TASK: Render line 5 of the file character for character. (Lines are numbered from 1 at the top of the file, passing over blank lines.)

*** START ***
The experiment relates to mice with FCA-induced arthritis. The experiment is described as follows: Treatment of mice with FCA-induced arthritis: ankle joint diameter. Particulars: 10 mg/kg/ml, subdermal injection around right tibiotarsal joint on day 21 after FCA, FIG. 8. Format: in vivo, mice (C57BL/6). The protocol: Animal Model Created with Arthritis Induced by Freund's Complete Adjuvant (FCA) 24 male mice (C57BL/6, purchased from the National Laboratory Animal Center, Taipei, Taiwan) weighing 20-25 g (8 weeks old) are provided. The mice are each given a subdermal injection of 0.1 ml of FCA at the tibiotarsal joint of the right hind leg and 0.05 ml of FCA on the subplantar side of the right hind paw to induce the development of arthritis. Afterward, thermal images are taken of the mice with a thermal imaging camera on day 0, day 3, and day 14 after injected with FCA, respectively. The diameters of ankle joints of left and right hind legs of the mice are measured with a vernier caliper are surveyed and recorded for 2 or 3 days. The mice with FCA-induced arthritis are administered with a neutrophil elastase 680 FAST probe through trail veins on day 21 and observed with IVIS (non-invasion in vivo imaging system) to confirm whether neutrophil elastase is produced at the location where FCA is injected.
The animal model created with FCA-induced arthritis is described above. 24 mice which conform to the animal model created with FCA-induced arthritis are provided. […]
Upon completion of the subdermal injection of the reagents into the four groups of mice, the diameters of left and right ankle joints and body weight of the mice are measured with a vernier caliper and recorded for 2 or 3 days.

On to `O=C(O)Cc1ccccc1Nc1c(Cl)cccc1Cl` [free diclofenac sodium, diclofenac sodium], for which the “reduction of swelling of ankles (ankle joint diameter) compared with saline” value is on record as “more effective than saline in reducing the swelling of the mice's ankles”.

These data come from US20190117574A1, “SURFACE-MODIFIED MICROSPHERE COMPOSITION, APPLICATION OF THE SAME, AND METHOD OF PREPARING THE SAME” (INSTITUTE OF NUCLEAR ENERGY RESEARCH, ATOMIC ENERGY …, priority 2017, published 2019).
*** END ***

These data come from US20190117574A1, “SURFACE-MODIFIED MICROSPHERE COMPOSITION, APPLICATION OF THE SAME, AND METHOD OF PREPARING THE SAME” (INSTITUTE OF NUCLEAR ENERGY RESEARCH, ATOMIC ENERGY …, priority 2017, published 2019).